Figure 7. Here, one of the two required pints of DC4A inhibitor is added.

These are the same connecting points, which are used for the personnel hot water heater unit and if both are installed on your vehicle, use “tee” fittings to permit coolant to circulate to both the heater and the filter. This kind of filter is referred to as a “by-pass” filter in that only a portion of the coolant is guided through it. The coolant is filtered in much the same way that we replaced the fluid above, a little at a time, but eventually all of it will be filtered.

A good quality heater hose with a 5/8” I.D. is used for the connections. It is advisable to install shut-off cocks in the line to make less of a mess when the time comes to replace the filter element.

Use hose clamps to keep connections tight and wrap a couple of turns of teflon tape over the threads before installing the fittings on the engine and the filter base. There are many choices when it comes to the filter element itself, made by Wix, Baldwin and others. The filter may be “charged” with inhibitors, which are gradually dispersed into the coolant. The filter used by the author was a NAPA #4070 and does not contain any inhibitors. The filter mounting bracket from NAPA is # FIL4019.

After installation of the filter base and the spin-on filter element, start the engine and momentarily loosen up the return line to the water pump to make sure that there is no air trapped in the system. The filter may be filled with distilled water before installing it to reduce the possibility of introducing air into the coolant. Tighten all hose clamps and check for leaks. The filter canister gets warm rather quickly as part of the coolant is now circulated through it. The filter is plumbed into the circuit on the “engine” side (like the personnel hot water heater) and filters coolant at any temperature with the thermostat closed or open. The filter should be replaced every 200 to 300 hours of operation.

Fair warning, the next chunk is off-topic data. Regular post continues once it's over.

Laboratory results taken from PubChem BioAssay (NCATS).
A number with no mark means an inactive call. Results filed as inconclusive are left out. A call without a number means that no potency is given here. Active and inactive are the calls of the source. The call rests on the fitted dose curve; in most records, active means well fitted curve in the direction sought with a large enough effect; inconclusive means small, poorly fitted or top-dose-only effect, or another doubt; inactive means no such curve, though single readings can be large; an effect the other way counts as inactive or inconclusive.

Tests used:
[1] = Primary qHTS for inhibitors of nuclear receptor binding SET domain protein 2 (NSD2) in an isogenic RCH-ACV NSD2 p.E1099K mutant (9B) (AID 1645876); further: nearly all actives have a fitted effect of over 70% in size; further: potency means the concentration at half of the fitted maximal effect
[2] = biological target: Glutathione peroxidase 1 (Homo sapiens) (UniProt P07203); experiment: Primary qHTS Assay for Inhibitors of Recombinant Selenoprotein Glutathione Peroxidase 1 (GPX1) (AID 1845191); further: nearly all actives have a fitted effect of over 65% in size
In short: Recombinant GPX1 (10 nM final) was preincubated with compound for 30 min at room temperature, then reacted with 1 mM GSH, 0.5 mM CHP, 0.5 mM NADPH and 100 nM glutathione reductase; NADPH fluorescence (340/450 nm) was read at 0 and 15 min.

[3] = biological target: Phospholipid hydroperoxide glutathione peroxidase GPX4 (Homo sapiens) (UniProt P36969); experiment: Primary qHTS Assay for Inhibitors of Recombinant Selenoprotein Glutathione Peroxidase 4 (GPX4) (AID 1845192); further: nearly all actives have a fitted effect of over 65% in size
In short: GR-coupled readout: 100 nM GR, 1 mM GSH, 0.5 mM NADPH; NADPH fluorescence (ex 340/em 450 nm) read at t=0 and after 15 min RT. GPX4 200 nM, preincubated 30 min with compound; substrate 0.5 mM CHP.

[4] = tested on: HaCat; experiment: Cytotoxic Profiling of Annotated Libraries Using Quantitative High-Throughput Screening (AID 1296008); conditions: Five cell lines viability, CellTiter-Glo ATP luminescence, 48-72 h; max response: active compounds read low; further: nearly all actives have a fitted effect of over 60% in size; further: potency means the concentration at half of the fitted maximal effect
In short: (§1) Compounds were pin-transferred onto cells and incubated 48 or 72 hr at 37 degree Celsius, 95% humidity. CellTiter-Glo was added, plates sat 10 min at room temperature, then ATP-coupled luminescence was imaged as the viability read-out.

Figure 8. The radiator cover may appear out of place in the hot summer sun, but is actually needed for the multifuel engine to reach operating temperature when it is used in low load modes. These operations include running the winch, the fuel water pump (tankers), pole setting/boring operations or in a recovering operation (wrecker) and the author’s hydraulic crane

The U.S. Army PS magazine is an excellent source for preventive maintenance information and the importance of the care of your vehicle’s cooling system is reflected in the frequent notes regarding this subject. Every year, at least one section of the magazine is devoted to testing and maintaining the coolant, radiator, fan, fan belts and the hoses making up this very important part of your engine. Issue 199, (1969 series) has 23 pages on cooling systems for our (now) vintage military vehicles.

This article covers the ethylene glycol/water type only, since it is the coolant specified by the U.S. Army for the multifuel/diesel engine and most likely used in your MV (along with rust inhibitors). There is a lot of new technology involved in the coolants available today—“extended life coolant,” “non toxic” propylene glycol, “fully-formulated,” “pre-charged,” and so on. Cooling fluid comes in a number of colors including green, orange, yellow, and blue depending on formulation and application. They should not be mixed unless the directions tell you that it is okay.

Besides the obvious advantages of installing it, the highly visible coolant filter is a reminder of the need to look after the cooling system. The addition of this filter will also help in keeping the engine temperature where it belongs and will extend the life of the water pump and other components of the multifuel engine cooling system.

Perhaps the most compelling reason for taking good care of the cooling system is the fact that so many problems—including an overheated engine—are not indicated on the “engine” temperature gauge.


TM 750-254 Cooling Systems: Tactical Vehicles, (1972)
FM 9-207 Operation and Maintenance of Ordnance Material in Cold Weather (0 to -65 deg F) (1978)
TB 750-651 Use of Antifreeze solutions, Antifreeze extender, Cleaning compounds and test kit in engine cooling systems (1997)
TB 43-0239 Maintenance in the Desert (1981)

Figure 9. Here the coolant filter is shown after installation. The connections are close by, the input to the filter from the engine side of the thermostat and the output at the water pump. The filter was installed in less than one hour and is a low-cost insurance for a longer life for the water pump and the radiator. The connection points are the same as those used for the hot water personnel heater so if both are installed, a T-type fitting is needed at each location

Figure 10. Three holes must be drilled to mount the coolant filter. As usual, the “unibit” is superior for drilling sheet metal. A magnet was used to pick up shavings from the operation.